Ray Mantilla, Percussionist Who Transcended Genres, Dies at 85

Ray Mantilla, Percussionist Who Transcended Genres, Dies at 85


Ray Mantilla, a percussionist and bandleader whose career spanned six decades and an array of styles in jazz, Latin music and beyond, died on March 21 in Manhattan. He was 85.

His brother Kermit said the cause was complications of lymphoma.

Mr. Mantilla never quite became a star in his own right. But he was one of the most respected percussionists in American music, adept at a range of instruments — particularly the congas and timbales — and able to make himself at home in almost any ensemble.

He tended to use a full suite of congas, sometimes four at once, each differently tuned, together forming a drum kit of its own.

He was 44 and almost a quarter-century into his professional career when he released his first album as a leader, “Mantilla,” in 1978. By that point, he had reached at least the third phase of a protean musical existence.

He had come up as a fan of the major midcentury Latin bandleaders and became well-versed in the fundamentals of Afro-Cuban percussion. By his mid-20s, he found himself enamored of jazz and shifted in that direction. And eventually he explored a fusion of the two worlds in the bands he led, while taking on an increasingly diverse inventory of work as a side musician.

He played on hundreds of recordings throughout his life, including “We Insist! Max Roach’s Freedom Now Suite,” Herbie Mann’s “At the Village Gate,” Charles Mingus’s “Cumbia & Jazz Fusion” and even “I Am Gloria Gaynor,” by the disco star.

Over the latter half of his career, he released nine discs under his own name.

Raymond Mantilla was born in the South Bronx on June 22, 1934, to Ramona Maldonado and Carlos Mantilla Ghilardi. His father, who hailed from Peru, was an architect and engineer who helped build the George Washington Bridge and played the guitar at home. His mother, who had been born in Puerto Rico, owned and operated a bodega.

In addition to his brother Kermit, Mr. Mantilla is survived by two other brothers, Lisandro Gilberto and Rolando; his sisters, Irma Ogden and Sara Kelly; a grandson; and his companion of 20 years, Judy Levy. Both of Mr. Mantilla’s marriages ended in divorce. A son, Robert, died before him.

Young Ray played semiprofessional baseball and dreamed of the big leagues throughout his adolescence. But then he heard the Cuban bandleader Machito’s music on the radio for the first time, and he was immediately galvanized.

“When I heard those drums, that’s when I first started to realize I had something: a vocation, they call it,” Mr. Mantilla told the jazz historian Maxine Gordon in an interview for the Bronx African-American History Project at Fordham University.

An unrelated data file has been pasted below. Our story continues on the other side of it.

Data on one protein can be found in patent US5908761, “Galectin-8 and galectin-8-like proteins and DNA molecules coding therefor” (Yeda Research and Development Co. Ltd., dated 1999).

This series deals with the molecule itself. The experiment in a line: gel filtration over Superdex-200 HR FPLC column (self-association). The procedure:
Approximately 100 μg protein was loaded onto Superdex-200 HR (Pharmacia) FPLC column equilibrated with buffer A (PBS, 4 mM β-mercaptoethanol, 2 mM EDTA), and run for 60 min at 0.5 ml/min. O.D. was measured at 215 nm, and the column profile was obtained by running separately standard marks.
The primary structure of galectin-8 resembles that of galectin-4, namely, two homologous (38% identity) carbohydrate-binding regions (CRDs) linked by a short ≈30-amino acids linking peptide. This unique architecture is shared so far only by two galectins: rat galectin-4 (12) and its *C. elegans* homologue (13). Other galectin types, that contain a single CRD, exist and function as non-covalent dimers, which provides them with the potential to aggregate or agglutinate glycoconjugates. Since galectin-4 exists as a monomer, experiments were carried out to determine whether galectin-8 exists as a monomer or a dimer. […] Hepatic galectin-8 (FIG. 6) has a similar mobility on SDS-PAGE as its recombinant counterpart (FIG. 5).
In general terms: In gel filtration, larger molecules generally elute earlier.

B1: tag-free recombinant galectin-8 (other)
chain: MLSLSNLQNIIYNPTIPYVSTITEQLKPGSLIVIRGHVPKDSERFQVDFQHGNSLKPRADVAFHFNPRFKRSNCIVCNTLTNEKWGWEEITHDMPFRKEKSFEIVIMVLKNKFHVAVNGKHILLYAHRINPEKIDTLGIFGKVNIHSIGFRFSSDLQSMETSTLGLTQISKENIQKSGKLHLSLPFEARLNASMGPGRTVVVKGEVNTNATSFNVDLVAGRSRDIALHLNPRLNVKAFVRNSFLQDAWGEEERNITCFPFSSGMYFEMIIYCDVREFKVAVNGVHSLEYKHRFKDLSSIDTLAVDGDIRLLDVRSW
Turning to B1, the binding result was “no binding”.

He started hanging out at the local Y.M.C.A., where young musicians would jam. At first he played on a coffee can, but eventually he bought himself a conga drum.

His friends in the South Bronx included future stars like the pianist Eddie Palmieri, the flutist and percussionist Johnny Pacheco and the percussionist Manny Oquendo. All of them were fusing mambo, traditional Afro-Caribbean music and jazz, creating a new approach that would become broadly labeled “salsa.” Like many musicians, Mr. Mantilla came to resist the term, saying that a single genre name obscured the complexity of the music.

Mr. Mantilla developed his talents alongside his fellow percussionists Ray Barretto and Benny Bonilla, both of whom went on to lauded careers. It was Mr. Barretto, his closest friend and counterpart, who recommended Mr. Mantilla for his inaugural studio date.

Mr. Mantilla played his first professional show in the singer Eartha Kitt’s band, taking a break from his own honeymoon to make the gig. In 1960, Mr. Barretto brought him into Mr. Mann’s band, where he stayed for three years. For a time, they were a percussion tag team in that group before Mr. Barretto departed, leaving Mr. Mantilla in charge of the percussion chair.

Playing in the Mann band planted a creative seed, and Mr. Mantilla soon found himself gravitating toward jazz.

He particularly impressed drummers, and in the early 1970s he was approached by two of jazz’s finest: Max Roach, who brought him into the all-percussion ensemble M’Boom, and Art Blakey, who made him a member of his band, the Jazz Messengers. (He had briefly recorded with Roach years earlier, on the landmark “We Insist!”)

In 1977, Mr. Mantilla joined Dizzy Gillespie in the first ensemble of musicians from the United States to perform in Cuba since the embargo was put in effect in the early 1960s. A year later, he released “Mantilla” on Inner City Records, an independent label. An erudite if also rambunctious fusion effort, it featured four jazz-musician bandmates.

Mr. Mantilla soon named that band Space Station, and on future recordings he would use it to experiment with odd time signatures in a Latin fusion context — something few had tried before.

By the mid-1980s, Mr. Mantilla had expanded his horizons further and was working with avant-garde improvisers and composers in the Association for the Advancement of Creative Musicians; he recorded with both the pianist Muhal Richard Abrams and the pianist and vocalist Amina Claudine Myers.

No matter where the music took him, he remained proud of his roots in the South Bronx. “I’m a street drummer,” he told Ms. Gordon. “Congas are street drumming things, man. You can’t write music for that.”

Even as he battled cancer in his later years, Mr. Mantilla never gave up playing. He put out his latest album, “High Voltage,” in 2017. Another, titled “Rebirth,” is expected to be released this year on Savant Records.


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